In the past few years, a notable research program in Panama and Costa Rica (see page 351) has laid the practical foundation for iguana farming. It has artificially incubated and raised thousands of green iguana hatchlings. With less than half a square meter of living space per animal, the hatchlings have grown as fast or faster than their wild counterparts. Unlike their kin in the wild - which in their first year of life suffer 95 percent mortality from birds, snakes, and other predators— the captive-raised iguanas show almost 100 percent survival. This research project demonstrates that ranching iguanas both for food or for repopulating depleted habitats is feasible. In addition, experimental projects for farming green iguanas have begun in Curacao and El Salvador.
As livestock, lizards have advantages. Being cold-blooded they do not carry human diseases (except for those such as salmonella that result from gross mismanagement). They can be kept in captivity in fairly high densities without diseases breaking out. Although often aggressive in the wild, they coexist in dense populations with few problems as long as they are well fed.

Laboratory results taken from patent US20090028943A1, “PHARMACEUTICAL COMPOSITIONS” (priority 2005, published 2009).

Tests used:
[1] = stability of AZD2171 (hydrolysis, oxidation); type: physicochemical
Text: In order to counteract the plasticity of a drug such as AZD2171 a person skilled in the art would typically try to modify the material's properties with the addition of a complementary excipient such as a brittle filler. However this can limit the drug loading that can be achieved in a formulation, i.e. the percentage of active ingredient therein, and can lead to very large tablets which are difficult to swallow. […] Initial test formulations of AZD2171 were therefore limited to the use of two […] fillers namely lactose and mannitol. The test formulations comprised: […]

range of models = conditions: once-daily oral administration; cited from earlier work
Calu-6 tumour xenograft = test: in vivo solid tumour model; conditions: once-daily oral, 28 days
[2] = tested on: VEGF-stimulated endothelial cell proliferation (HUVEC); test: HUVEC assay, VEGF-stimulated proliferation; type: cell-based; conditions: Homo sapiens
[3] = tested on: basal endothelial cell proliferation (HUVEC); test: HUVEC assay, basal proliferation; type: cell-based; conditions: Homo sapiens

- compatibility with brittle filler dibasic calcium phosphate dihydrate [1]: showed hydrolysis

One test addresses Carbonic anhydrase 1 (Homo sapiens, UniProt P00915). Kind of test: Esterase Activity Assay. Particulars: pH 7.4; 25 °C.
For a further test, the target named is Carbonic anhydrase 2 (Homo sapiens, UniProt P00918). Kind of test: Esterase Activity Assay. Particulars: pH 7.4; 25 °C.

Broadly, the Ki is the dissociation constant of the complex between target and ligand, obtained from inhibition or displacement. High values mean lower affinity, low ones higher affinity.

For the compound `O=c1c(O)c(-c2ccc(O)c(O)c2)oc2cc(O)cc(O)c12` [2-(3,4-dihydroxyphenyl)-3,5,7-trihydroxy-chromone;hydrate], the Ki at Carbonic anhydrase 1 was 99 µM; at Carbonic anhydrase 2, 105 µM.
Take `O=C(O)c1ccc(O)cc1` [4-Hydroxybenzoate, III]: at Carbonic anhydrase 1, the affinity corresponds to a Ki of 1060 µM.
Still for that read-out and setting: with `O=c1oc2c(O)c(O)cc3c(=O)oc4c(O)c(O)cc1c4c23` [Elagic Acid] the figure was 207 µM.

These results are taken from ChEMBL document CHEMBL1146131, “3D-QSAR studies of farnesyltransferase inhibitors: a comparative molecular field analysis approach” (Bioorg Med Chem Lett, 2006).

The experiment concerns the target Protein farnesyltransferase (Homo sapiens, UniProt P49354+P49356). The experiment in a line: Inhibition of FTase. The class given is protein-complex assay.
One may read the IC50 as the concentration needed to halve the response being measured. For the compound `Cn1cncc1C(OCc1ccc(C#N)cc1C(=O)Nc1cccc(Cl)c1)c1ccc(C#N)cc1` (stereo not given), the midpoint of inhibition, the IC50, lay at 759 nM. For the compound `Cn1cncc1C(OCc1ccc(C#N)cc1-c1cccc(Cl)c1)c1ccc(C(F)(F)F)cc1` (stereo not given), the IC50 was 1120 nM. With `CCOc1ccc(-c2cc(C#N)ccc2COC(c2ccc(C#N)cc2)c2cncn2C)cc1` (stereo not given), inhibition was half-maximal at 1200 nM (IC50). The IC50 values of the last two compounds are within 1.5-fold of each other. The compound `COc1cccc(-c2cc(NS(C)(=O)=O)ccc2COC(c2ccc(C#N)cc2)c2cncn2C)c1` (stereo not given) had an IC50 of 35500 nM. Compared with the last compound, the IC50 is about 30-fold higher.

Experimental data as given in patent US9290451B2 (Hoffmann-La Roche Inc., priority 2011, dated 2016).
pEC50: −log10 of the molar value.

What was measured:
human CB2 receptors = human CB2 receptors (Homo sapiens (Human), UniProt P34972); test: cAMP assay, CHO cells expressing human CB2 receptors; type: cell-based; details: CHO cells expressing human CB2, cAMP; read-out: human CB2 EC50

There is an important conservation component as well. Farming these lizards may help check and may even reverse the downward trends of their populations by allowing large numbers to be released back to the wild at a size that inhibits predators.
There are three alternatives for utilizing iguanas:
- To manage wild stocks as game animals;
- To raise iguanas on farms, like chickens and pigs; or
- To raise young iguanas in captivity and then release them into the wild where they can grow to full size and later be harvested on a sustainable basis.
Although the green iguana has so far received the most attention, two other Latin American species are in farming trials. Black iguanas (garrobos) are being raised experimentally in El Salvador and Costa Rica. And the omnivorous tegu lizard, which produces a valuable leather, is beginning to be farmed in Argentina and is briefly described opposite. Both iguana species are described in the following chapters.